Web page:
By Deems Tsutakawa For The North American Post
I was recently watching a rerun of “Martin Yan Can Cook” on PBS when right in the middle of his demonstration, he tells the audience that there was a holdup at a Japanese Restaurant in Honolulu. He then says that there wasn’t any problem identifying the robber as the Japanese in the eatery took over five thousand photographs of the guy before he left. This, of course, was a reference to the fact that the Japanese have always loved their cameras and have a reputation for taking too many photos.
Then there is the Asian American comedian Phil Nee who dryly states that his last name is an old Chinese word for elbow, bada bing.
My nephew Kenzan told me a story of an alien spaceship landing in the forests outside of Beijing. The first creature the alien saw was a small bird. He told the feathered creature that he needed a hotel room.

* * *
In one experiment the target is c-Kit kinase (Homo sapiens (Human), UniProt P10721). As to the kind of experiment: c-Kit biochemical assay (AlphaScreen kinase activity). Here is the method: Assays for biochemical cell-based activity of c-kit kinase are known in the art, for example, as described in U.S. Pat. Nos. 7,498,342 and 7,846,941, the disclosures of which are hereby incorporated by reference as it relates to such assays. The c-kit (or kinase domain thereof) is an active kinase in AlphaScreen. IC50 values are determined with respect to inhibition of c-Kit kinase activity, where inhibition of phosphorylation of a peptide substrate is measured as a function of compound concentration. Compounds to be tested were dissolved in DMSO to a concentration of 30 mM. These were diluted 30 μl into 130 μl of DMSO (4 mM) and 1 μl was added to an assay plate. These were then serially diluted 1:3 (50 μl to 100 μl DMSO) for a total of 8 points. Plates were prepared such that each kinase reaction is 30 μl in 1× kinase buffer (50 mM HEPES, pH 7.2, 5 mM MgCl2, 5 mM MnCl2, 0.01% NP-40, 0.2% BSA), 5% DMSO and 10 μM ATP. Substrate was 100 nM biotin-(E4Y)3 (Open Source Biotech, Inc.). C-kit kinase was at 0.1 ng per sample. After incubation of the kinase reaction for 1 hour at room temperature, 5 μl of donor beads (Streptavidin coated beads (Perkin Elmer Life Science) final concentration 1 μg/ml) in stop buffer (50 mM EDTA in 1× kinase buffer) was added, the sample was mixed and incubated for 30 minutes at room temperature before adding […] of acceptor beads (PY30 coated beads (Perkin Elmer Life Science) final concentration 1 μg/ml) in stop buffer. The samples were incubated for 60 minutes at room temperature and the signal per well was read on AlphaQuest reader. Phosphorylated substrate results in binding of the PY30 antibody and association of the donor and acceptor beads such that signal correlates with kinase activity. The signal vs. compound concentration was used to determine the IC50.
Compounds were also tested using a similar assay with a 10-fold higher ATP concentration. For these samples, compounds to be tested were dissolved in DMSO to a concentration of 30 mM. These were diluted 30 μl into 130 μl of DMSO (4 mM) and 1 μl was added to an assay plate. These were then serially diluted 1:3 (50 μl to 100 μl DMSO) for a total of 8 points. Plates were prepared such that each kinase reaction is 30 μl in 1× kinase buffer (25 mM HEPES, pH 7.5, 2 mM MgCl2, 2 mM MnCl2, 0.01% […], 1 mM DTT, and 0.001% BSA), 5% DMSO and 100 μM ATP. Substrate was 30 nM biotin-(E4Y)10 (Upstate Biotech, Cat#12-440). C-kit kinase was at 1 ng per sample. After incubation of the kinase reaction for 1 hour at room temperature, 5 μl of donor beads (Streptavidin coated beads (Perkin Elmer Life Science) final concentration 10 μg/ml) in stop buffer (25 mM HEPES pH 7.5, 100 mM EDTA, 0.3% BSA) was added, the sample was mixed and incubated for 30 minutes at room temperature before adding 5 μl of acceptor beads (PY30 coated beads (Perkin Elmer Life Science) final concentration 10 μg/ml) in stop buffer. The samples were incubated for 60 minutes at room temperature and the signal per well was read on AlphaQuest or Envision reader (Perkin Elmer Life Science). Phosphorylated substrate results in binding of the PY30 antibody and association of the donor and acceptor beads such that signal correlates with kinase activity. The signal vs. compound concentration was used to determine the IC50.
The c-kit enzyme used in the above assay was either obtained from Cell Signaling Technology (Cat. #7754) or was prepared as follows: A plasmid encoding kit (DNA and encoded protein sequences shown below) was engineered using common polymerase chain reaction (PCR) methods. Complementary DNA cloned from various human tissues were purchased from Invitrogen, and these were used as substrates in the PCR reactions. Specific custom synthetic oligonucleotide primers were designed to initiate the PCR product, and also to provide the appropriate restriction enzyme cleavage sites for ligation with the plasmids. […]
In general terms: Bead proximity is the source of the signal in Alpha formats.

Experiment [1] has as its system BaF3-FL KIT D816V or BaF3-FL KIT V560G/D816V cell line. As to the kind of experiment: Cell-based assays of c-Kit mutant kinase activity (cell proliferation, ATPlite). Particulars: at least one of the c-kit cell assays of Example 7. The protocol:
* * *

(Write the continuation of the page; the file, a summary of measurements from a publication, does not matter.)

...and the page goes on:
The bird replied, “cheep cheap,” bada boom.
One of my favorite scenes from the movie “Star Trek Generations” is where the bad guy Soran, played by English actor Malcom McDowell, and British actor Patrick Stewart have a run-in on a desolate planet where Soran is about to launch a missile and kill millions of people.
As Captain Pickard is telling the villain to stop what he is about to do, Soran calmly says to him in a full British accent, “Why don’t we dispense with the jocularity? I have work to do.”
This was not actually meant to be funny but the delivery was excellent and it was well-written.
Humor and stand-up have changed a lot over the years but the one constant that people worldwide cherish is the storytelling. We, like many animals, are social creatures and the need for tales to be told, whether funny or not, will help carry us now and into the future, my friends.